Which is fair….. neither are fair although if the government put some thought into the property tax there would be a fairer way a applying the tax so that people are not again double/triple taxed.

  16. vincenzo at 9:42 pm

    man if u pay stamp duty whenever u think to buy another house u will pay only once a life other way u have to pay every f…. year is not a great idea in italy my family they pay every year is a pain ….u know where,,,,

  17. Eddie at 7:45 pm

    As to the trust-never trust any government-self serving willians-here and around everywhere. Give an example if I am wrong

  18. Eddie at 7:43 pm

    neither is fair. How about those who paid hefty stamp duty already?And where does 500 euro figure come from? why is it not 100 or 1000 or 200? it it just given by heavens?

  19. Alan at 6:06 pm

    well obviously brian you have it to give, not everyone is in that situation, I want Ireland to get back on track but I think the money has been mis-used and wasted.

    I dont trust this government any more to get us out of this mess !
    I am sue Tina will back me up on this !!!

  20. brian at 6:01 pm

    Tina & Alan, why dont you understand that the past is the past that money is gone and this country is in trouble and needs cash we all have to help get Ireland out of this mess, that means everyone, so it wont be just you it will be everyone who owns a house whether you work in the private or public sector. I think property tax is fair, and I for one dont mind paying it.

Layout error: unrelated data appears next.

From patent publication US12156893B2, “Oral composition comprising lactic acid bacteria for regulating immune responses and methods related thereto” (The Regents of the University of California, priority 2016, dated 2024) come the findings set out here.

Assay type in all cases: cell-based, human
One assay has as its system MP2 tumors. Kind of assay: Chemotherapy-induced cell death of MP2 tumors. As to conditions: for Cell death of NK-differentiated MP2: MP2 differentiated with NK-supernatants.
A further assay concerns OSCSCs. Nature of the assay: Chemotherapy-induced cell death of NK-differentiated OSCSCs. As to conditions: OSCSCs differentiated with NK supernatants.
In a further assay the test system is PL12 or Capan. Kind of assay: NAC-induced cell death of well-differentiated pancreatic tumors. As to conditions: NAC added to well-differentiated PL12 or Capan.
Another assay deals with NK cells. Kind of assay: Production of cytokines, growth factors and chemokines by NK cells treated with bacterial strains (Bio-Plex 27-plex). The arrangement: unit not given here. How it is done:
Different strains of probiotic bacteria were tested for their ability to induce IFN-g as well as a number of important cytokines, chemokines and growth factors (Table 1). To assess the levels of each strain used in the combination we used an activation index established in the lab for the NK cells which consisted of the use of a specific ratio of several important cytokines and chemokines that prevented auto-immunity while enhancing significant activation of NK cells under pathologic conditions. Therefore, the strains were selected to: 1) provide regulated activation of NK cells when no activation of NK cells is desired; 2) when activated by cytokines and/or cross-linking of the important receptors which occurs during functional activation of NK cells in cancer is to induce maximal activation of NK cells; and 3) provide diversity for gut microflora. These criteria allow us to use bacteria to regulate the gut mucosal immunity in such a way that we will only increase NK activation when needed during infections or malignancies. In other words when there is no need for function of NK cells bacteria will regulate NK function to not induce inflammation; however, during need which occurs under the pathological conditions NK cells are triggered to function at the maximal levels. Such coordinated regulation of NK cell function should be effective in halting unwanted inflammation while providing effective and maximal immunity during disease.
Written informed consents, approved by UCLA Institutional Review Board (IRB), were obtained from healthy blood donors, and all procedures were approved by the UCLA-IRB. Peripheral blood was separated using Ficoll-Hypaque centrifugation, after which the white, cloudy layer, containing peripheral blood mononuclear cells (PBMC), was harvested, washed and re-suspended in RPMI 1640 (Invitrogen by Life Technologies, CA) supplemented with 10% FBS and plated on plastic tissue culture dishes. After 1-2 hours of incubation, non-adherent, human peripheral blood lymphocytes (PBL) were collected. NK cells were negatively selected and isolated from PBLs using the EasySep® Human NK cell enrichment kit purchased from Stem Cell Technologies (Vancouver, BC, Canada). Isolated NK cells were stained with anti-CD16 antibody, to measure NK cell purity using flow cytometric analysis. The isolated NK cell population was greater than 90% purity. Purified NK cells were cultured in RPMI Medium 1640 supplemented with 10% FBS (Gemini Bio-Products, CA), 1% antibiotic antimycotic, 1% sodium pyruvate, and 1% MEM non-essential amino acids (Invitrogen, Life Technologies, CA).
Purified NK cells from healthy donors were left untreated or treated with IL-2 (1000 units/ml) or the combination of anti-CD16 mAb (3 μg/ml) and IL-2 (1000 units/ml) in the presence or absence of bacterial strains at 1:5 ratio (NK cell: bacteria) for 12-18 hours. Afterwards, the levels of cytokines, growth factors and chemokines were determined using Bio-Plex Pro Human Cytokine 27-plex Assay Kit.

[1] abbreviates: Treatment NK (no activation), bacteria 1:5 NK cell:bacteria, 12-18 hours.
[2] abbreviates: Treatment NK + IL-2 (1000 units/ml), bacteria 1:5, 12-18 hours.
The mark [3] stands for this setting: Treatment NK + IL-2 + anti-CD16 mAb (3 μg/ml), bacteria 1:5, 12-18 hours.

21. tina at 2:22 pm

    I am fuming with this disgraceful idea that wealthy business men came up. I paid 27,000es stamp duty two years ago. Now Im being asked to give more on a property that has lost a good bit of its value. I had the good fortune to be able to go and work and provide my family with a home. I got no help from the goverment, received no social welfare and definitely did not ask the local council to house me. I feel I am being punished for standing on my own two feet. Maybe we should all take local authority housing and claim social welfare every week and then see where they are going to claim their extra and disgraceful taxes from. For gods sake give us a break. If you want extra revenue ask the goverment members to lead a normal life on a normal joe soap wage and see how we all get on then.

  22. Alan at 11:15 am

    I am so annoyed by this, 2 years ago I spent €20K on stamp duty, money that I would have preferred to put into the deposit for the house to bring down the repayments. At the time we had saved up 25K to buy our first house 5K went on a solicitor and various fees and 20k went to the government meaning I had to borrow 100% mortgage now I am left with a house which has dropped about 30% in value and the government want me to give them more money…is it just me or is this maddness…why is it always the normal guy that has to solve this governments problems, always the private sector, always the people who could lose there job in the morning !!!!

  23. L Phelan at 10:52 am